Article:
Designing Effective Assessment

 

1. Fair

Fair

A fair and just assessment tasks provide all students with an equal opportunity to demonstrate the extent of their learning. Achieving fairness throughout your assessment of students involves considerations about workload; timing and complexity of the task (see Manageable).

The teaching and learning activities must provide students with sufficient exposure and practice in the work before the assessment. An assessment of laboratory skills, without providing the appropriate teaching and learning activities to practice these skills, even if a written guide had been made available, would not be considered a very fair assessment task.

The timing of feedback is also important. Feedback must be provided early enough for students to be able to do something with it. Providing feedback on a draft essay 24 hours prior to the final submission date is not a fair approach.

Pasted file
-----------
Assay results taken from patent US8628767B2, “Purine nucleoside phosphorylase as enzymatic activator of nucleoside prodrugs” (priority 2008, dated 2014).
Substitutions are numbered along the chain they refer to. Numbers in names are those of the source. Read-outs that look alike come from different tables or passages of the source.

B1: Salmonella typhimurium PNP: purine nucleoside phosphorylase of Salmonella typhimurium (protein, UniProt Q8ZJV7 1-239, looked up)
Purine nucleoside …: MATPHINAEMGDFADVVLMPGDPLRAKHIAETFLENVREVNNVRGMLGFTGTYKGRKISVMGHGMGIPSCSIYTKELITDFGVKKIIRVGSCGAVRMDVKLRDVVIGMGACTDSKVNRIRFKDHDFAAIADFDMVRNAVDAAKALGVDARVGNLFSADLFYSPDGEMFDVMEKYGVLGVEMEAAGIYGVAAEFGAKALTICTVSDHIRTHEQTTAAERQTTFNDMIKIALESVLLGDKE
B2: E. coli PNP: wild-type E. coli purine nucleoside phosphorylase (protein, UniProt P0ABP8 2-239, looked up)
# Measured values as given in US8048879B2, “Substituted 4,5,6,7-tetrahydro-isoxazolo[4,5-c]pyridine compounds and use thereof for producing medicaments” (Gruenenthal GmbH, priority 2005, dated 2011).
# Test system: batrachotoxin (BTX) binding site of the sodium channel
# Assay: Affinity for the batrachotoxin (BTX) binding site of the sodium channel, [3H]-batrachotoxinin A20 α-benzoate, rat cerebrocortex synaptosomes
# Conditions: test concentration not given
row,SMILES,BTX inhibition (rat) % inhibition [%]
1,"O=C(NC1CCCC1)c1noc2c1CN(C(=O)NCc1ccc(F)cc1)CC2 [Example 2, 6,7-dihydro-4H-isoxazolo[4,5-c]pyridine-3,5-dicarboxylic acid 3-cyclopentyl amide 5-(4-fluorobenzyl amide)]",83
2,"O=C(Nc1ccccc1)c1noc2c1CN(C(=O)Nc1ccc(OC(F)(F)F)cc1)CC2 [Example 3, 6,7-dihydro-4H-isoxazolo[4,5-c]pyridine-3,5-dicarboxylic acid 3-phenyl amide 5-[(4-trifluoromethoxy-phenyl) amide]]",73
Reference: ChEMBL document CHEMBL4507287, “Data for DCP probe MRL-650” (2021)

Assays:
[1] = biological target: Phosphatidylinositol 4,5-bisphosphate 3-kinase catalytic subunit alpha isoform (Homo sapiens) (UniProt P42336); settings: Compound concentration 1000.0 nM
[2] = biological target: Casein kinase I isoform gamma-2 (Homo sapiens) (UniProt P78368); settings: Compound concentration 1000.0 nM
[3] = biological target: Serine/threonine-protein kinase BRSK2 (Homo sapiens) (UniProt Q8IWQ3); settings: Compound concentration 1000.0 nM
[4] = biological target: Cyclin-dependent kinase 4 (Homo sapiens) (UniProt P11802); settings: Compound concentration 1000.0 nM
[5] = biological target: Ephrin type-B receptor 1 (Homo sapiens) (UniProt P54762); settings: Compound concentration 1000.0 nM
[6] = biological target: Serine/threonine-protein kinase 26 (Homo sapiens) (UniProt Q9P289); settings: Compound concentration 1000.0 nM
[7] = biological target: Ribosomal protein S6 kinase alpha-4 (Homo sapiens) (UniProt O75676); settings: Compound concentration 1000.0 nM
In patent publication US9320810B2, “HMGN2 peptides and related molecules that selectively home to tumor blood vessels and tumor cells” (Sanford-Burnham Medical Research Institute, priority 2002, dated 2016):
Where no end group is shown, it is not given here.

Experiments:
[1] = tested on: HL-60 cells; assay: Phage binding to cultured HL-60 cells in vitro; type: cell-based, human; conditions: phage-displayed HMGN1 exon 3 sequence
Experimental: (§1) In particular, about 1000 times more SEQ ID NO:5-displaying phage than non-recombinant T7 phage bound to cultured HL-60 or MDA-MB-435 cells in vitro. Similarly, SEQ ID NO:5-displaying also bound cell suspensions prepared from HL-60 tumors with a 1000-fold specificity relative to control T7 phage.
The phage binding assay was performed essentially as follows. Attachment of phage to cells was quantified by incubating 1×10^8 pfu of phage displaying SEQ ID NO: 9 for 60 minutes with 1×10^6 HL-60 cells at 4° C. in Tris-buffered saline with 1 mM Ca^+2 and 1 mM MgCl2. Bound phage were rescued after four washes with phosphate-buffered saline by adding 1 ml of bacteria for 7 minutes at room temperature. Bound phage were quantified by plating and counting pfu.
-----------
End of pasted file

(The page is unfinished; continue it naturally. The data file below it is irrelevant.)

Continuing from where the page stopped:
Consensus moderation processes need to be used to ensure every student will have their learning assessed equally and appropriately regardless of who is marking. (See Consensus Moderation)

In addition, a fair assessment must take into consideration issues surrounding access, equity and diversity. Assessment practices need to be as free as possible from gender, racial, cultural or other potential bias and provisions need to be made for students with disabilities and/or special needs.

Fair assessment provides equal opportunity for all students to demonstrate the extent of their learning.

For guidelines in developing appropriate assessment strategies for students with disabilities, including the use of an interpreter, reader scribe or personal assistant, please review Griffith University's Policy Alternative Assessment for Students with Disabilities.

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